The House, under the able leadership of Speaker Nancy Pelosi. passed the bill in July—and did so with the support of 47 Republicans.  With the various levers that can be employed for Senate passage, I do not care if the chamber inserts the language into a must-pass funding measure or if they pass the bill as a stand-alone measure.  I cannot adequately express how tired it feels to always be asking others to simply allow for the basic rights and dignity to be afforded to gay people, and in this case, married gay couples.

I would hope that for the next few weeks the culture war hysteria can be tamped down so this meaningful and necessary legislation can be passed.  I fully am aware that the various issues facing the LGBT community have been weaponized by conservatives over the past months. It is time now for Democrats to push home the Marriage Act and ensure that the Court cannot erode one more fundamental right in the nation on a whim.

The elections are over, and it is time for Democrats to finish their workload.

Election Day Tradition In The Oven: Country Jam Cake

There is an Election Day tradition at our home, other than voting of course, and that is making Grandma’s Country Jam Cake.

Monday afternoon I proved my capabilities in the kitchen as I measured and mixed and upon noticing I had no buttermilk…..which is the only time I yelled “James”….OK, the second time as the first was not being able to locate measuring spoons. James wings cooking with no such devices, but I am old school.

He made buttermilk the way Grandma might have done had she needed some, too. Or she would have thoroughly read the recipe beforehand!! Details, details.

The cake started to be our traditional election dessert in 2004, and it has never failed to bring smiles, even if the returns are grim. Now the cake is in the oven and I can still hear Mom tell me to go outside and do my jumping around so the cake will not ‘fall’. Aw, yes, traditions never grow old.

Yes, We Should Pay Taxes

Let’s talk for a moment about the lack of responsibility some Americans feel toward paying their taxes. I read this morning an online comment that strongly inferred taxes should be voluntary….so as not to be “coerced” by the government into paying them.

There were people like that in the 1780s, too. They teach us a lesson as to the long-held folly of not wishing to pay taxes. Many at the time did not want to pay their share of the debt for the Revolutionary War, contending in some cases that a state had met the burden and should not need to contribute to another state not having the ability or inclination to meet their financial responsibility. Others did not want to pay for military preparedness. In short order, some were shunning the idea of paying for national improvements and even arguing over whether such improvements should be a national concern.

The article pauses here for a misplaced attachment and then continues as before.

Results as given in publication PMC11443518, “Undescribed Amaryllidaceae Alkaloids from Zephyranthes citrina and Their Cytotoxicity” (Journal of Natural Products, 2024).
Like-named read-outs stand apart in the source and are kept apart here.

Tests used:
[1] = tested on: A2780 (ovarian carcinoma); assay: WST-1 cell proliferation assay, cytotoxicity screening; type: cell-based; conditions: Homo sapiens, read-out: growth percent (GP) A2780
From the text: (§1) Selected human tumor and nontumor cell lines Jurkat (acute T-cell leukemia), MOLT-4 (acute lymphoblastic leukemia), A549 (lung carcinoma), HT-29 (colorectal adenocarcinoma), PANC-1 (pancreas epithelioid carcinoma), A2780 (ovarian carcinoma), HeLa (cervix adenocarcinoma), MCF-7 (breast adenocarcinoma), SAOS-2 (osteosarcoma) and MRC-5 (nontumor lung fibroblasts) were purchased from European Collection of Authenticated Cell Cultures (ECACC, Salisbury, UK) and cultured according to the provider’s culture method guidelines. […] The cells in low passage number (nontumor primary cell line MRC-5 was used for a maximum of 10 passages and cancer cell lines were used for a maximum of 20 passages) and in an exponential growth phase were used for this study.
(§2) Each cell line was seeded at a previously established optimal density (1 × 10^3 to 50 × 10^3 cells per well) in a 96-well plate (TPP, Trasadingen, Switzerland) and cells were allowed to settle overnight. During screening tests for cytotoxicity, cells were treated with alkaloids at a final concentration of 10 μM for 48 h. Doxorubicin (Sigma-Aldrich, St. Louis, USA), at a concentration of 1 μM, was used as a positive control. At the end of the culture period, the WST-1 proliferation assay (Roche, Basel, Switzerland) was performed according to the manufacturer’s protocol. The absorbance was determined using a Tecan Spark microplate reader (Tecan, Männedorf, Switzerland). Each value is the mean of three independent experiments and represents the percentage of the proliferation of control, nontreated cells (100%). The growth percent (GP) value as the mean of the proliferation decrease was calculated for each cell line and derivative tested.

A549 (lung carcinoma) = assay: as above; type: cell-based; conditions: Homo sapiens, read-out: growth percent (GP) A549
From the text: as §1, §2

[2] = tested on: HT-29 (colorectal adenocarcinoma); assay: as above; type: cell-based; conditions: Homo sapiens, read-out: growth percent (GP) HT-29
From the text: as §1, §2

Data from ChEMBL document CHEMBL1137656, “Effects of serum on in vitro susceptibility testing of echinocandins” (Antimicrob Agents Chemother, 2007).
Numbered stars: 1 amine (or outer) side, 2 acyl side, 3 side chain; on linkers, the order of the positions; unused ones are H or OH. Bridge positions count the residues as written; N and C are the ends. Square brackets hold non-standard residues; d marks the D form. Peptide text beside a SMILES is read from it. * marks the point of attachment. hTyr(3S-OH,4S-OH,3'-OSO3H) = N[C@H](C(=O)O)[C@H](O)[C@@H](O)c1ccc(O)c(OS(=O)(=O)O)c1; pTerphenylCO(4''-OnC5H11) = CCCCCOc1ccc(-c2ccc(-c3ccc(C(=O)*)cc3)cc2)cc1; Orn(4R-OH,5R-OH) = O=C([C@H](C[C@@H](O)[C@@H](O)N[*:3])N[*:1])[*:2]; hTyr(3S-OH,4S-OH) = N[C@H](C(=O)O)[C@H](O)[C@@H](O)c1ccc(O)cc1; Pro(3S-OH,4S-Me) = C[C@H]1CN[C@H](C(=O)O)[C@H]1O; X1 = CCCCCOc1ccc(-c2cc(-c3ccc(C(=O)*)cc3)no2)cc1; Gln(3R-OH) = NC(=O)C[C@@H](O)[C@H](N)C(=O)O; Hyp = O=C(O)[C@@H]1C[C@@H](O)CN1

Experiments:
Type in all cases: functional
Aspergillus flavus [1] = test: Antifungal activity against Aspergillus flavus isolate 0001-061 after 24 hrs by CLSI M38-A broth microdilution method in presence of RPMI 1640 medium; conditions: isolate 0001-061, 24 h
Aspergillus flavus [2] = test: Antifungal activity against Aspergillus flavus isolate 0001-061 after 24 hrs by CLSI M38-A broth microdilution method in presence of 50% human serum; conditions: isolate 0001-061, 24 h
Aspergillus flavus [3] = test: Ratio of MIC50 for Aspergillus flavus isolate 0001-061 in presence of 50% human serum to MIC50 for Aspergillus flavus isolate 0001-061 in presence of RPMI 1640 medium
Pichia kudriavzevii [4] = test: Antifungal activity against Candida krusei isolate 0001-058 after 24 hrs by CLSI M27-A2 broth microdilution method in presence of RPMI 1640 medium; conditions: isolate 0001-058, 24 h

On April 8, 1789–three weeks before George Washington will be sworn into office for the first time–James Madison stood up in the House of Representatives and introduced a tax bill. It was the first bill ever introduced under the new form of government outlined in the U.S. Constitution.

The very first order of business, in the very first session of Congress, was a bill to make sure that the economy was placed on a more sure-footed path, and that manufacturing would be promoted. The means to do that were duties, and tariffs on a whole range of products from rum, beer, molasses, sugar cocoa, and coffee. There was a clear sense of the need for revenue, and while there was a lively debate about the taxes, the bill passed.

I could go through history making the case as to why taxes being levied and paid matter. From the Louisiana Purchase to Henry Clay and his American System, to Eisenhower and interstate highway, to JFK and moon trips, and now to the national war on fighting cancer. The same frame of mind has always existed about moving forward and marshaling the resources of a nation for the projects that enrich society, and aid in the lifting of its people.

I walk my talk, too. I advocated for a wheel tax in both Dane County and Madison, where I live. I pay both units of government for the car I own. I applaud elected officials who are honest about the need for more tax revenues. There are only so many ways that our local government can find the revenues which are required to make sure the needed services can be supplied. State legislative leaders may find glee in starving government funds, but at the local level, where the tire meets the road, we know it takes leadership to make government work. The idea that there is never to be any new tax hikes or ways to reap revenue is a most absurd and untenable position from which to govern.